Review: The Naked City (1948)

the naked city

Thinking of naked cities gives me a weird feeling, very weird!

Screenplay By: Albert Maltz & Malvin Wald
Directed By: Jules Dassin

The Naked City is a haunting film, both in its visuals and its story. The visuals give an idea of the enormity of a big city and how easy it is for people to not matter in such a city. We hear over and over how special Jean Dexter is, but we are barely offered a glimpse of her noteworthiness. She disappears into the background almost immediately. Her murder is what matters, but even that is fleeting. The large structures of the city, the hustle and bustle of its many citizens, that’s what matters most. That’s where the camera focuses, because next to the scope of the city one women, no matter how special, is insignificant.

The story adds to the humanity as an insect motif by rocket firing through most of the appearances. We don’t even get to hear the words of the corner pharmacist, his voice is puny and not needed next to the hum of the city. Even the characters we do spend time with, like Dan Muldoon, we learn next to nothing about. We learn more about the city, its immensity, the many citizens who do inhabit it than we do the lead detective trying to solve a murder. Were The Naked City a long running televisions series like say, Bones, I have no doubt we would discover more about Muldoon. But, the brevity of the medium of film allows for Muldoon to be a mystery in the story. A murder has occurred, and he must solve it. The Naked City gives the distinct impression that we are spending a day in the life of the city, not in the lives of the characters.

I wasn’t sure at first how I felt about the narration. I really disliked it in the opening few minutes, when it was attempting to be meta and talk about the actual film itself. Later I felt that the narration became workable. It wasn’t great, but I could see the purpose it was serving and it did offer up a damn great line near the end of the film, “There are eight million stories in the naked city. This has been one of them.” However, the more I think about the narration the more I do not like how overbearing it is. I think the film could have worked just fine without as much of the narration, keep it in place as a bookend device, but remove it telling me what I can already see characters doing on screen.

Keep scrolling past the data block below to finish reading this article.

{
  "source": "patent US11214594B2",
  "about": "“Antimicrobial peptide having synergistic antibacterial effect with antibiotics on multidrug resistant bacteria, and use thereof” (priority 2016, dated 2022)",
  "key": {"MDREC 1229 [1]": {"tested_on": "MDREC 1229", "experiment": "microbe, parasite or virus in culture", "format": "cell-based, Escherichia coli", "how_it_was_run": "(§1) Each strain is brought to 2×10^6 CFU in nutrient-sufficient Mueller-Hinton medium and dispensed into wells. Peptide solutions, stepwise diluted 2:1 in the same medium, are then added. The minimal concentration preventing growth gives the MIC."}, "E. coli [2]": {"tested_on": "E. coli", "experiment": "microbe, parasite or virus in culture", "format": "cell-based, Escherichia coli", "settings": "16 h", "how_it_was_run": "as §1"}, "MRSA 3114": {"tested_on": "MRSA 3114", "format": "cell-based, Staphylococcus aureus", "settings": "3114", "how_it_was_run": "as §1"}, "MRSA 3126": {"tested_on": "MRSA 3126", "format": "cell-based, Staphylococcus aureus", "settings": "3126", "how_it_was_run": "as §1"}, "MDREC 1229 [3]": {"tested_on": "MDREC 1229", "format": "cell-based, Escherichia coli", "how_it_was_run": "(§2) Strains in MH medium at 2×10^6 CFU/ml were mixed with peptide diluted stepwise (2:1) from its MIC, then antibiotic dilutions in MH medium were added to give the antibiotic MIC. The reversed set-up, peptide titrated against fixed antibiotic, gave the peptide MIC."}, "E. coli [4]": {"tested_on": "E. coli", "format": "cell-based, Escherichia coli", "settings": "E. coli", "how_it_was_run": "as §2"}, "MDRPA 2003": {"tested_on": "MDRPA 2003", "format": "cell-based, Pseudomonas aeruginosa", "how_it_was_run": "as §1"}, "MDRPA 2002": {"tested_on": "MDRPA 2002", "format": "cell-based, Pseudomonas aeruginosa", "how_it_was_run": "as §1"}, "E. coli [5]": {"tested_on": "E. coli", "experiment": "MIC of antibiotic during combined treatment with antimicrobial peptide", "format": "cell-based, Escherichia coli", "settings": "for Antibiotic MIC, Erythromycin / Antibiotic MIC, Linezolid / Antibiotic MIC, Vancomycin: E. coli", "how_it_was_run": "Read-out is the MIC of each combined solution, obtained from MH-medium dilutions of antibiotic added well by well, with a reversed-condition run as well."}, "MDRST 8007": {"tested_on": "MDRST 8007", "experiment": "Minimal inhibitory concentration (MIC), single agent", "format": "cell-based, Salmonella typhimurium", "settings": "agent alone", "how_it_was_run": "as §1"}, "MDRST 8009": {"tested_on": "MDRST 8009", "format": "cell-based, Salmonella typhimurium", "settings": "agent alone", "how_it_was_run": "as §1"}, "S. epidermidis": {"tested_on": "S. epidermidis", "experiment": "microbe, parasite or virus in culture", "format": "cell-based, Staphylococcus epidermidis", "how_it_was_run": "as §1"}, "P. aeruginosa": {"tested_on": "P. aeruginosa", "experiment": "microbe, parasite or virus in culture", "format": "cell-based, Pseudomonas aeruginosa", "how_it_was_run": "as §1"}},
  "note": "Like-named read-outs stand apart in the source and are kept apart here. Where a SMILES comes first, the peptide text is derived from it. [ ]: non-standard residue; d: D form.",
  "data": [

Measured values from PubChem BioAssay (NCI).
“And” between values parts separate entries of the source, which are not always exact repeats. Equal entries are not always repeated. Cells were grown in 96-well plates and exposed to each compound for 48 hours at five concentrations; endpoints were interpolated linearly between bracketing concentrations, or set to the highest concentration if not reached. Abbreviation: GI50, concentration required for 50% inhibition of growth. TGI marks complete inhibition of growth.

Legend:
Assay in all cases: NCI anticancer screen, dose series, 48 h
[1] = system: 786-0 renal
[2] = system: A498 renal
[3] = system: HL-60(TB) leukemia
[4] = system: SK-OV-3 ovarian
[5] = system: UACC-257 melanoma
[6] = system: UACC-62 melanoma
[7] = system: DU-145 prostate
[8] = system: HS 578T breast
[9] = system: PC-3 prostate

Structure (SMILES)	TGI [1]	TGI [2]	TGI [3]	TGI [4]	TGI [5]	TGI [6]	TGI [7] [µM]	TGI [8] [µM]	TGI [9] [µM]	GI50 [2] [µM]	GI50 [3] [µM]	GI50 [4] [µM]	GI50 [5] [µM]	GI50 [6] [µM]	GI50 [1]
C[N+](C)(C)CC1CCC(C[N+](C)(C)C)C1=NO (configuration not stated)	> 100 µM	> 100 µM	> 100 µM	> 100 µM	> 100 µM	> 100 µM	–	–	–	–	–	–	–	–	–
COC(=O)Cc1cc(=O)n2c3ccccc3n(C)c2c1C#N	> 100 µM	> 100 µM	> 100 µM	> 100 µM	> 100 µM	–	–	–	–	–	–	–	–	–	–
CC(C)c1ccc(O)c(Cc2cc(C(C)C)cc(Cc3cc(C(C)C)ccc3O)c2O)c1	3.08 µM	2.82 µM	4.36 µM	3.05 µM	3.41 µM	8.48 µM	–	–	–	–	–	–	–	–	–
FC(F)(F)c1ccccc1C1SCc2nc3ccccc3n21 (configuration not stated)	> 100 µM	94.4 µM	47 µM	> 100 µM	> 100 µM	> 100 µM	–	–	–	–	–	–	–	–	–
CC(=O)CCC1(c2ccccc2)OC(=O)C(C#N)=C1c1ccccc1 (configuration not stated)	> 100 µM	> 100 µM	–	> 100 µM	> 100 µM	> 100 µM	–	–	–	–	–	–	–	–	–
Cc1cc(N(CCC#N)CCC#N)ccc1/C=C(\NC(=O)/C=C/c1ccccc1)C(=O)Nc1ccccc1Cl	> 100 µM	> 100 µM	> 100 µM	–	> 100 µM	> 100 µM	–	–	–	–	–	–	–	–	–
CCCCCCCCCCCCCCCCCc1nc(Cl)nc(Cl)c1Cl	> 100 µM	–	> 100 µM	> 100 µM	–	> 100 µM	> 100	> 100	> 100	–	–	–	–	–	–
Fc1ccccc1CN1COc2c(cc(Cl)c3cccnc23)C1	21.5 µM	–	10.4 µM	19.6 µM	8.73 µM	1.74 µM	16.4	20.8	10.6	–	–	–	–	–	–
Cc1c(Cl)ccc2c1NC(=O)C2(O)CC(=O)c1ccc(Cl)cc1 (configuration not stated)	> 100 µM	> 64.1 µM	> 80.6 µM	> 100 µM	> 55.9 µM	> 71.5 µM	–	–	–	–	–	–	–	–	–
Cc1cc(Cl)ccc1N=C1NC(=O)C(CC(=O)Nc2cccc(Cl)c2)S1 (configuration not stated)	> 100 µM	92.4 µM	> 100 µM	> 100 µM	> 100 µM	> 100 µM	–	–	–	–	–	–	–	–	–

The Naked City is an interesting blend of film noir and police procedural. I’m not sure if it ever completely ties the two styles together but Jules Dassin does manage to find moments of haunting beauty in the attempt to blend. The city is a great character in The Naked City, but it’s let down by the accompanying narration and a feeling that what we are watching is a tad too slight. I enjoyed The Naked City, there’s a lot to like about the film, but overall I felt like I was being told that I was eating a frilly diced tomato while I was already in the middle of eating said frilly diced tomato.





2 responses to “Review: The Naked City (1948)

  1. Nice review! And guess what? It ended up becoming a TV series after all:

  2. That’s interesting, and it makes a lot of sense given the way the material is treated in the film.

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